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COSMOLOGICAL CONSTANT = 8TTG/C4 X VACUUM ENERGY DENSITY ergy and momentum in the un�verse, in a manner first suggested by the Here G is Newton's and c is the speed of light. Defined in Austrian physicist and philosoph�r such a way, the cosmological constant has units of lover distance squared. Ernst Mach. The hope was dashed soon afterEinstein's paper appeared by an argument advanced by the Dutch physicist , who tional field produced not by ry of relativity. First, he thought that discovered the spacetime we shall but by the vacuum itself. without a cosmological constant the discuss. Of course, determining the energy general theory could not account for After such an ignominious start it is density of the vacuum is tantamount a homogeneous and isotropic uni­ not surprising that in 1923 Einstein to determining the cosmological con­ verse: one that looks much the same wrote, perhaps somewhat bitterly, stant, since one is proportional to the everywhere. (It is remarkable that "away with the cosmological term." other. It turns out that the cosmolog­ Einstein even cared about such mat­ As we shall see, it has not been so ical constant can be assigned units ters in 1917, since at the time there easy to eliminate the cosmological of lover distance squared. In other was no evidence that the universe constant-it has survived to frustrate words, the square root of the recipro­ was homogeneous and isotropic, many theoretical physicists since cal of the cosmological constant is a which indeed it is.) Unfortunately Einstein. has written distance. This distance has a direct Einstein's reasoning was incorrect. that Einstein felt "the introduction of physical meaning. It is the length In 1922 Alexander A. Friedmann the cosmological term was the big­ scale over which the gravitational ef­ showed that the general theory does gest blunder he ever made in his fects of a nonzero vacuum energy allow for a homogeneous and iso­ life," but once introduced by Einstein density would have an obvious and tropic universe, although not a static "the cosmological constant. ..rears highly visible effect on the geometry one: the universe must be expand­ its ugly head again and again." of space and time. By studying the ing (or contracting). Subsequent as­ At the present time we would ap­ geometric properties of the universe tronomical observations have con­ pear to be in an excellent position to over length scales on the order of vincingly demonstrated that models address the issue of the cosmological that distance, the value of the cosmo­ based on Friedmann's work accu­ constant, because we possess one of logical constant can be measured. rately describe the large-scale struc­ the most successful physical theories ture of the universe. ever developed, namely the standard hysicists have been struggling Einstein was also dissatisfiedwith model. The is the Pwith the issue of the cosmological his original formulation because the rather unimaginative name given to constant for more than 70 years. The theory did not provide an explana­ a collection of theories that success­ constant was first introduced by Ein­ tion of inertia. He believed that by fully describes all the known elemen­ stein in 19 17 in an attempt to elim­ adding a cosmological constant he tary particles and their interactions. inate two "problems" in his origi­ might produce a theory capable of re­ The remarkable ability of the stan­ nal formulation of the general theo- lating the inertial properties of mat- dard model to interpret and predict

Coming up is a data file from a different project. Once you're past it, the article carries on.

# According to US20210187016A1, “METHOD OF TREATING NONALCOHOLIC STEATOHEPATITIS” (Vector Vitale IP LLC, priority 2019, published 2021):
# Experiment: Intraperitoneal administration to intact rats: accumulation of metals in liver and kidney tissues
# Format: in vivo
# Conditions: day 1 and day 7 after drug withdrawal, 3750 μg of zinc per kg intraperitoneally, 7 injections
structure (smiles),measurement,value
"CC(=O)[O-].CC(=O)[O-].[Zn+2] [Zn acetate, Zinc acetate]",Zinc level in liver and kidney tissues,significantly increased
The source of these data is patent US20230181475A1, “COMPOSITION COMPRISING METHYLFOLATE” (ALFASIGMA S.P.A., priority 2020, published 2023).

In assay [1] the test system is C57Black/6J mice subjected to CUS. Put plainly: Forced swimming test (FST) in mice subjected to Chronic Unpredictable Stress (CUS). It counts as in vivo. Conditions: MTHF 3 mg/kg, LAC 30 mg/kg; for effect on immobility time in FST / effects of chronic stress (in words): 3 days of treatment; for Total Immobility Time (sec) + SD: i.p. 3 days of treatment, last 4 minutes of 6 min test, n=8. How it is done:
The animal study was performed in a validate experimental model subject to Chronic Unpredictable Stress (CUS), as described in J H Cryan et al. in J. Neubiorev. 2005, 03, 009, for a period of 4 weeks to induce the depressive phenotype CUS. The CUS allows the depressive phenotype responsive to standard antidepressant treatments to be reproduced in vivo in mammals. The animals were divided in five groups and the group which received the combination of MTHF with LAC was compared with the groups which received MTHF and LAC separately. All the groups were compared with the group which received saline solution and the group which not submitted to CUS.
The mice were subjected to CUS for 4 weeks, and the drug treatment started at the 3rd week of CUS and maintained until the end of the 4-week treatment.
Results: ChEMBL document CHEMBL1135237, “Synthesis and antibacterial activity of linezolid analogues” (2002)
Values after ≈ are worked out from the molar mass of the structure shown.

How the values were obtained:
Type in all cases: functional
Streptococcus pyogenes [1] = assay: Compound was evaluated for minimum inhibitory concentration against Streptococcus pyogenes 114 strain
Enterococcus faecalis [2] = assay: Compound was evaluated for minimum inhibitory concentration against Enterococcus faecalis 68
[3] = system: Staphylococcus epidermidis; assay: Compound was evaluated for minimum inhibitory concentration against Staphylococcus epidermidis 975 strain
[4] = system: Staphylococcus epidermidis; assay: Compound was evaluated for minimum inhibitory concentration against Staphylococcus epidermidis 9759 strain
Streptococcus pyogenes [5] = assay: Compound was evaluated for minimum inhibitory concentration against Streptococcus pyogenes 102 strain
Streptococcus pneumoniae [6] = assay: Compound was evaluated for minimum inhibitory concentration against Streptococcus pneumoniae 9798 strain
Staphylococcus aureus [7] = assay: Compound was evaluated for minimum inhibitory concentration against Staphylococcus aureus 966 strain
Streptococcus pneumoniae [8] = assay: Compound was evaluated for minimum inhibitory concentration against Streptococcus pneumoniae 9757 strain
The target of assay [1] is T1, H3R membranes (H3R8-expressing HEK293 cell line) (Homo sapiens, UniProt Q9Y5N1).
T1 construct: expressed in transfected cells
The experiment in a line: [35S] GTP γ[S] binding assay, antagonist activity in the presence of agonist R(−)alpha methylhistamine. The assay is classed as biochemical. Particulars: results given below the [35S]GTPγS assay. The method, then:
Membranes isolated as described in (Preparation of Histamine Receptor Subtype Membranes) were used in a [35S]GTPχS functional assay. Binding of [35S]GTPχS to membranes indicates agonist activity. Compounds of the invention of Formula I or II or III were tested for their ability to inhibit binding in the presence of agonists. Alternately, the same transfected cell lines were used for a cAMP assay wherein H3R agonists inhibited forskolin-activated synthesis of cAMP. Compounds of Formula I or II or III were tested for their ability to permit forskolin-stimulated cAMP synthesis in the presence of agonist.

QUANTUM FLUCTUATIONS are among the phenomena that quantum mechanics, the values of physical quantities tend to contribute to the energy density of the vacuum (a). According to fluctuate unavoidably. As a consequence pairs of so-called virtu-


© 1988 SCIENTIFIC AMERICAN, INC the results of an enormous range of number of free parameters seriously contribute to the total vacuum ener­ particle-physics experiments leaves limits its predictive power. The mod­ gy density. it unchallenged as a model for parti­ el, for example, predicts that an ad­ In essence the total energy density cle physics (at least up to the highest ditional particle called the top quark of the vacuum is the sum of three energies accessible to current parti­ remains to be discovered, but is un­ types of terms. First there is the bare cle accelerators). able to provide a value for its mass, cosmological constant: the value the The standard model is a quantum because this is another free param­ cosmological constant would have if field theory. This means that for ev­ eter of the theory. A key challenge in none of the known particles existed ery distinct type of fundamental par­ today is to develop and if the only force in the universe ticle in nature there exists a corre­ a more powerful theory based on a were gravity. The bare cosmological sponding field in the model used to smaller number of free parameters constant is a free parameter that can describe the properties and interac­ that nonetheless incorporates all be determined only by experimental­ tions of that particle. Thus in the the successes of the standard model. ly measuring the true value of the standard model there is an electron Such a theory would be able to deter­ cosmological constant. field, a field for the photon (the elec­ mine the values of some of the pa­ The second type of contribution to tromagnetic field) and a field for each rameters that cannot be predicted by the total energy density of the vacu­ of the known particles. the standard model. In their search um arises in part from quantum fluc­ The standard model depends on a for such a theory, physicists are con­ tuations. The fieldsin the standard fairly large number of free parame­ stantly looking for relations among model, such as the electron field, ters: numbers that must be deter­ the parameters of the standard mod­ experience fluctuations even in the mined by experiment and fed into el that might reveal a deeper struc­ vacuum. Such fluctuations manifest the theory before definite predic­ ture. As we shall see, the cosmolog­ themselves as pairs of so-called vir­ tions can be made. Examples of free ical constant will provide us with tual particles, which appear spon­ parameters include the values of the such a relation, but in this case we taneously, briefly interact and then masses of the particles and numbers shall get more than we bargained for. disappear. (Each pair of virtual par­ characterizing the strengths of their ticles consists of a particle and its interactions. Once the numbers have n the standard model, as in any corresponding antiparticle, such as been determined the model can be Iquantum fieldtheory, the vacuum the electron and the positron, which used to predict the results of fur­ is defined as the state of lowest ener­ have identical masses but opposite ther experiments, and it can be tested gy, or more properly as the state of electric charges.) Although virtual on the basis of its predictions. In the least energy density. This does not particles cannot be detected by a past such tests have been spectacu­ imply that the energy density of the casual glance at empty space, they larly successful. vacuum is zero, however. The ener­ have measurable impacts on phys­ The free parameters of the stan­ gy density can in fact be positive, ics, and in particular they contribute dard model will play a central role in negative or zero depending on the to the vacuum energy density. The our discussion. Although the stan­ values of various parameters in the contribution made by vacuum fluc­ dard model is highly successful,the theory. Regardless of its value, there tuations in the standard model de­ fact that it depends on such a large are many complex processes that pends in a complicated way on the